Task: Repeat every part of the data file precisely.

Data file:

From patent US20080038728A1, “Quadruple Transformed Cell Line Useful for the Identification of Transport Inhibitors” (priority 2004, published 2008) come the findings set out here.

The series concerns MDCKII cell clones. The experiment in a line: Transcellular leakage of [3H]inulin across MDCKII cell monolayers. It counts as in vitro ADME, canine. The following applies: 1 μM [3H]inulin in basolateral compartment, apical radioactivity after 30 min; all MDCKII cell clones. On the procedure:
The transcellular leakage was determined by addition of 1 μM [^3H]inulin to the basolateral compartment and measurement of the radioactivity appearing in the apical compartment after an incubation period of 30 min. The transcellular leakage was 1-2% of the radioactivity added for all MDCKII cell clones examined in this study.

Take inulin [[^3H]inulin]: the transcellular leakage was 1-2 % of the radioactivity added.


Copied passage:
From patent US20080038728A1, “Quadruple Transformed Cell Line Useful for the Identification of Transport Inhibitors” (priority 2004, published 2008) come the findings set out here.

The series concerns MDCKII cell clones. The experiment in a line: Transcellular leakage of [3H]inulin across MDCKII cell monolayers. It counts as in vitro ADME, canine. The following applies: 1 μM [3H]inulin in basolateral compartment, apical radioactivity after 30 min; all MDCKII cell clones. On the procedure:
The transcellular leakage was determined by addition of 1 μM [^3H]inulin to the basolateral compartment and measurement of the radioactivity appearing in the apical compartment after an incubation period of 30 min. The transcellular leakage was 1-2% of the radioactivity added for all MDCKII cell clones examined in this study.

Take inulin [[^3H]inulin]: the transcellular leakage was 1-2 % of the radioactivity added.